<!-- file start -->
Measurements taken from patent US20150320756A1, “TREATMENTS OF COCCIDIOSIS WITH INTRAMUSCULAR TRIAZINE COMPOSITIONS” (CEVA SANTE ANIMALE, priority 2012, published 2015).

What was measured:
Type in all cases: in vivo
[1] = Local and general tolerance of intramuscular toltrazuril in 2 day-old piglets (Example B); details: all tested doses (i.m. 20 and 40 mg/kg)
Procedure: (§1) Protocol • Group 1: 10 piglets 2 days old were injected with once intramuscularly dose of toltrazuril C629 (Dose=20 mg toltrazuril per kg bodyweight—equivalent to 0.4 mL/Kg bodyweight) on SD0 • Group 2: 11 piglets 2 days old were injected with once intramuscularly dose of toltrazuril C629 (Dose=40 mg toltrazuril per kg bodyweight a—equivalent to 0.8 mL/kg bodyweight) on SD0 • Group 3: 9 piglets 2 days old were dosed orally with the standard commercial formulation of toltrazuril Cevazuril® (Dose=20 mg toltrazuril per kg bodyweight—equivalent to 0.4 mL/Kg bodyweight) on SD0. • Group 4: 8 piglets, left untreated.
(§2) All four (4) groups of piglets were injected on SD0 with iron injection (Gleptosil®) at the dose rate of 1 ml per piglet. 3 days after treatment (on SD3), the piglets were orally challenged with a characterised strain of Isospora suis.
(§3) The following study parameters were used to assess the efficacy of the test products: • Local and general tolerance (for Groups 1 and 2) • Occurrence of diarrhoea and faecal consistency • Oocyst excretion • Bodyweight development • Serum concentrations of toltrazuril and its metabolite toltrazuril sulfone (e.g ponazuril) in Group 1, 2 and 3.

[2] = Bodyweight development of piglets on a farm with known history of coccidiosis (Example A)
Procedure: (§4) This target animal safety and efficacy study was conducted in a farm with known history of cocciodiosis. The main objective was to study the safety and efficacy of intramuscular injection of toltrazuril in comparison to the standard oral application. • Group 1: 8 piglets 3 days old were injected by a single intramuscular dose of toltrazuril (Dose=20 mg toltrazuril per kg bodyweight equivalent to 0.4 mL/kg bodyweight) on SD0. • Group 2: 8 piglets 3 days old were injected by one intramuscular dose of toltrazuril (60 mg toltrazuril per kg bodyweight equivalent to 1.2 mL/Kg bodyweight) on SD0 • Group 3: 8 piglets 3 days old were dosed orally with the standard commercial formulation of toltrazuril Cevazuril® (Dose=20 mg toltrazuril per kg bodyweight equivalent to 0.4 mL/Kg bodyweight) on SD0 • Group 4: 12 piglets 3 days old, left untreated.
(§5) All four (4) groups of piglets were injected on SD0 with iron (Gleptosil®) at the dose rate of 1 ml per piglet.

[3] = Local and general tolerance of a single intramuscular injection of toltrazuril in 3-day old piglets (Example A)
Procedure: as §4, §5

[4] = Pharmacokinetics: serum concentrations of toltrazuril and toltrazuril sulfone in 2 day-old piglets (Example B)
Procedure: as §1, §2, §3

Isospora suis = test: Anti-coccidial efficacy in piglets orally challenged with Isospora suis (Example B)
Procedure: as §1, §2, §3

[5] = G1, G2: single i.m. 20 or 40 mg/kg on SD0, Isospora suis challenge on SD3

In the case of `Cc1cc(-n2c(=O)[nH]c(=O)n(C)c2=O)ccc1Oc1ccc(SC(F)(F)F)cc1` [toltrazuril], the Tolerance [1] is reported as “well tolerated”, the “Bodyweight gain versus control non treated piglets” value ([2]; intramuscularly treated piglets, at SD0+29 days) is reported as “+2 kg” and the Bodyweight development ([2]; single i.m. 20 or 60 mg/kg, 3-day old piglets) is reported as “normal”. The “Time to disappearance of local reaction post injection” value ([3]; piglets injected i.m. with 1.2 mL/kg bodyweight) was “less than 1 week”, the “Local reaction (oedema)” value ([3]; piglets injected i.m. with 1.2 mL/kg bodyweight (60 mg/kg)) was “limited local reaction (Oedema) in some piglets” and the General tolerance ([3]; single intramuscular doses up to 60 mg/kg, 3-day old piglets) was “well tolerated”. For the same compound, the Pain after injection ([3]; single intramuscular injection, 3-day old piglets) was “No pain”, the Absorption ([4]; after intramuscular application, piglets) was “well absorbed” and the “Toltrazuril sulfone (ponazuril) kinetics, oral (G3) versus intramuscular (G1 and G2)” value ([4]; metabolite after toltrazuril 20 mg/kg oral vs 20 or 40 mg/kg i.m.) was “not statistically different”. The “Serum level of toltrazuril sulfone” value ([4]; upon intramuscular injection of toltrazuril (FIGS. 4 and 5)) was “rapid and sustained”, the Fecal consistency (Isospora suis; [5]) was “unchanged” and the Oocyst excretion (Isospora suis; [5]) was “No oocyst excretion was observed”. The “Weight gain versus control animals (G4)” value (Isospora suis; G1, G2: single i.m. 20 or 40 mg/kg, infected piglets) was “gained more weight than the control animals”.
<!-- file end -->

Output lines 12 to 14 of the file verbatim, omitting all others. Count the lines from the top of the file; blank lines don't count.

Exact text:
Procedure: as §4, §5

[4] = Pharmacokinetics: serum concentrations of toltrazuril and toltrazuril sulfone in 2 day-old piglets (Example B)
Procedure: as §1, §2, §3